Analysis and design of stream ciphers.

*(English)*Zbl 0618.94001
Communications and Control Engineering Series. Berlin etc.: Springer- Verlag. XII, 244 p. DM 98.00 (1986).

This book is concerned with stream ciphers. The introduction gives a survey on cryptographic systems and an outline of the rest of the book. Chapter 2 defines the notion of stream cipher system. Moreover the main problem (i.e. to find suitable key stream generators) is stated. In chapter 3 basic concepts of algebra (e.g. finite fields) are discussed. This provides us with the tools needed to tackle the problem mentioned in chapter 2. Also Linear Feedback Shift Registers (LFSRs) are introduced. Chapter 4 treats the notion of random sequences and linear complexity (profile). It appears that the randomness postulates of Solomon Golomb do not give the right criteria; the linear complexity profile turns out to be a more useful concept (cf. p. 53).

Chapter 5 is devoted to the analysis of nonlinear functions which when applied to one or more LFSR-sequences may produce new sequences satisfying the criteria obtained in the previous chapter. In particular, in section 5.1 the author analyses what happens when distinct stages of one LFSR are combined in a nonlinear way and in section 5.2 he describes what happens when sequences of distinct LFSRs are combined in a nonlinear way. Furthermore, the concept of correlation immunity is introduced. It appears that the involved nonlinear functions must satisfy conflicting conditions in order to produce a ”wanted” new sequence. By allowing memory in the nonlinear combining functions these conflicts can be avoided (cf. p. 140). This idea is exploited in chapter 9. In chapter 6 the effects of multiple clocking are studied. The remaining two chapters (7 and 8) discuss ways to apply the classical knapsack problem in the connexion with stream cipher systems.

I think this book is basically a good book for two reasons. Firstly, since there are not so many publications handling the subject of nonlinear combinations of LFSRs, and secondly because the devices and concepts are described in a very transparant way. However, sometimes the proofs are too long and detailed. The concept of quintessential element is non-standard and one should consider twice the introduction of a new notion in a well developed area as field theory. The Berlekamp-Massey algorithm is important enough to be included in this book. I was disappointed that it was not presented.

Typographically I do not like the presentation. The reason for this is that sometimes two formulas interfere because of lines being too close to each other. Sometimes indices are not appended in the right place. Formula (6.28) is not in accordance with the text (cf. p. 157 line eight from top).

The conclusion must be that we can learn a lot from this book, it is nicely and transparently written, but there could be improved a lot when typing errors and typographical flaws are corrected.

Chapter 5 is devoted to the analysis of nonlinear functions which when applied to one or more LFSR-sequences may produce new sequences satisfying the criteria obtained in the previous chapter. In particular, in section 5.1 the author analyses what happens when distinct stages of one LFSR are combined in a nonlinear way and in section 5.2 he describes what happens when sequences of distinct LFSRs are combined in a nonlinear way. Furthermore, the concept of correlation immunity is introduced. It appears that the involved nonlinear functions must satisfy conflicting conditions in order to produce a ”wanted” new sequence. By allowing memory in the nonlinear combining functions these conflicts can be avoided (cf. p. 140). This idea is exploited in chapter 9. In chapter 6 the effects of multiple clocking are studied. The remaining two chapters (7 and 8) discuss ways to apply the classical knapsack problem in the connexion with stream cipher systems.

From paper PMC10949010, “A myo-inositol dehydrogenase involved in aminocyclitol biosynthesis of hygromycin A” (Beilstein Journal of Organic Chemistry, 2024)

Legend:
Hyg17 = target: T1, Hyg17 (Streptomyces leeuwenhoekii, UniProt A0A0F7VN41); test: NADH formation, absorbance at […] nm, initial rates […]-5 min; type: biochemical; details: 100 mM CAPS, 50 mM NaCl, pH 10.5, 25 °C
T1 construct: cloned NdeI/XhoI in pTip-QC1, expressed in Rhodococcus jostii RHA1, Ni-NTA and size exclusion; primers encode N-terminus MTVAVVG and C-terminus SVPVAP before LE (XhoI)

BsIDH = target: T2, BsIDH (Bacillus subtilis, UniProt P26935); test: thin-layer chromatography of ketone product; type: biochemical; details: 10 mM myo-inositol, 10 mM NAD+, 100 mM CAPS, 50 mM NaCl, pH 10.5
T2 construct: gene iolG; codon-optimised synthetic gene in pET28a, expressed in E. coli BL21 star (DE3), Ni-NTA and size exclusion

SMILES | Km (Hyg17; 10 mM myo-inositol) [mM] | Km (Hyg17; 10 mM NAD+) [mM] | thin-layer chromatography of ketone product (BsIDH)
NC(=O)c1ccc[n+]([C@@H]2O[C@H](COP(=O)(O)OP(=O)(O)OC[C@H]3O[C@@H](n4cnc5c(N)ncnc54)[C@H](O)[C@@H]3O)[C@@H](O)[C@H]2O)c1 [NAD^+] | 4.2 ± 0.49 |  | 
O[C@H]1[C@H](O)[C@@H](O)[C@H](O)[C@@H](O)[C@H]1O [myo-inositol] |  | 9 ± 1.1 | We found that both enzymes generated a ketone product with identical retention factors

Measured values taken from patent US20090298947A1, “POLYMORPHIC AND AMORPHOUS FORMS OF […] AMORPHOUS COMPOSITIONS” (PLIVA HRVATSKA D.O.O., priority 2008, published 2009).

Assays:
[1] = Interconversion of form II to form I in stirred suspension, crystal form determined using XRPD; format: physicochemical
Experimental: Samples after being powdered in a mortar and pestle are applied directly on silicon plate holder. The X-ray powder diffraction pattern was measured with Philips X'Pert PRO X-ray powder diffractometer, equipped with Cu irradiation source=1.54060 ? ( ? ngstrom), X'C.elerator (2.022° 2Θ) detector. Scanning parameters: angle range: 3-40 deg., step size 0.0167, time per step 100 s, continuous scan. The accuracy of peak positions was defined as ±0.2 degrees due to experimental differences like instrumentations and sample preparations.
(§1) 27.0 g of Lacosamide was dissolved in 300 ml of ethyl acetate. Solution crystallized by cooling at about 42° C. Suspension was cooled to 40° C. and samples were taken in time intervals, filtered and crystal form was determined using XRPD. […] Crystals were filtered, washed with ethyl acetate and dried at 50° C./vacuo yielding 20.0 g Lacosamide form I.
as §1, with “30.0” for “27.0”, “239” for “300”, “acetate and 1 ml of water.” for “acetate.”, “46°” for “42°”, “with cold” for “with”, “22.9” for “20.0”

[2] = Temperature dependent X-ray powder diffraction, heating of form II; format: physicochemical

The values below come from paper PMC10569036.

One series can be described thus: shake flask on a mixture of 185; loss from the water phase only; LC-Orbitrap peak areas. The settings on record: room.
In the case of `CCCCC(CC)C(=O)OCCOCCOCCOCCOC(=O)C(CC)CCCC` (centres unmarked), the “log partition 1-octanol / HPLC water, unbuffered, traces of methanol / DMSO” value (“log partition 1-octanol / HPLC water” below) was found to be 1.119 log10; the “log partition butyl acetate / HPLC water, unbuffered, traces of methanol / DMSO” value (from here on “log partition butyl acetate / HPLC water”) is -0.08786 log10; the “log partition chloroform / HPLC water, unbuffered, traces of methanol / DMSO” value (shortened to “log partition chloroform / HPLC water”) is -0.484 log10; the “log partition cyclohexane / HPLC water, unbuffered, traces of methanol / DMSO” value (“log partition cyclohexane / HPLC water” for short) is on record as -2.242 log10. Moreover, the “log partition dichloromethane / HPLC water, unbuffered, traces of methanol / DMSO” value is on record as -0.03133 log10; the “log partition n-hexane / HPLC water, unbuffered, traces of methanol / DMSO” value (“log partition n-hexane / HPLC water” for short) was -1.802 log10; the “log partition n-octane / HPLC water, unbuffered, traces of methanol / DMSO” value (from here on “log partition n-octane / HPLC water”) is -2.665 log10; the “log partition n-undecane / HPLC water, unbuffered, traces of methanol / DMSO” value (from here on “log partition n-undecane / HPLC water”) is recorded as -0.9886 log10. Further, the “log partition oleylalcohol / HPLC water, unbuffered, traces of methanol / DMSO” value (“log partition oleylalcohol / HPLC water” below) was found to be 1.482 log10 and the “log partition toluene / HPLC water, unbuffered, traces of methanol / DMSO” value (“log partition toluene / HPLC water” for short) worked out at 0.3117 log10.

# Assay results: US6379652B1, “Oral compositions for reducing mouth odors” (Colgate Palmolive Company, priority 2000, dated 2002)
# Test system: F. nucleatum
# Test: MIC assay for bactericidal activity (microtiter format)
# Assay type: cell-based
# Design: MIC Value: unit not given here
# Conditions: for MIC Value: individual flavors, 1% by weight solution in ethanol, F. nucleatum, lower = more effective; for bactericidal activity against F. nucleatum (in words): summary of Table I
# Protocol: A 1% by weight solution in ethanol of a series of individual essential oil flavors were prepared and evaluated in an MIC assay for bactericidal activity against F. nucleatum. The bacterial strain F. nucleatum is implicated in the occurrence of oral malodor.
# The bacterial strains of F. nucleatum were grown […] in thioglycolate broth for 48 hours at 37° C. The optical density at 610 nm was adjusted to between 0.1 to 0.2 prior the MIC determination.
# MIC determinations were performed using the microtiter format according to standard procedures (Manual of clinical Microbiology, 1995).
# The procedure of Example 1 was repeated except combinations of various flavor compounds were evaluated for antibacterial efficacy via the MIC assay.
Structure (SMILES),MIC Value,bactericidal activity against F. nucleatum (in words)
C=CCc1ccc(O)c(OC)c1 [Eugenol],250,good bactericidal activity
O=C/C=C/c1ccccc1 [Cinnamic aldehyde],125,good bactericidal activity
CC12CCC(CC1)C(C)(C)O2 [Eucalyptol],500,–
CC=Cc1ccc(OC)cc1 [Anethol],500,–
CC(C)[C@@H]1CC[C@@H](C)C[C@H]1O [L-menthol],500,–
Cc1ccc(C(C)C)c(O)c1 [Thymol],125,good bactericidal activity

I think this book is basically a good book for two reasons. Firstly, since there are not so many publications handling the subject of nonlinear combinations of LFSRs, and secondly because the devices and concepts are described in a very transparant way. However, sometimes the proofs are too long and detailed. The concept of quintessential element is non-standard and one should consider twice the introduction of a new notion in a well developed area as field theory. The Berlekamp-Massey algorithm is important enough to be included in this book. I was disappointed that it was not presented.

Typographically I do not like the presentation. The reason for this is that sometimes two formulas interfere because of lines being too close to each other. Sometimes indices are not appended in the right place. Formula (6.28) is not in accordance with the text (cf. p. 157 line eight from top).

The conclusion must be that we can learn a lot from this book, it is nicely and transparently written, but there could be improved a lot when typing errors and typographical flaws are corrected.

Reviewer: Herman J. Tiersma (Diemen)

##### MSC:

94A60 | Cryptography |

94A55 | Shift register sequences and sequences over finite alphabets in information and communication theory |

94-01 | Introductory exposition (textbooks, tutorial papers, etc.) pertaining to information and communication theory |

94-02 | Research exposition (monographs, survey articles) pertaining to information and communication theory |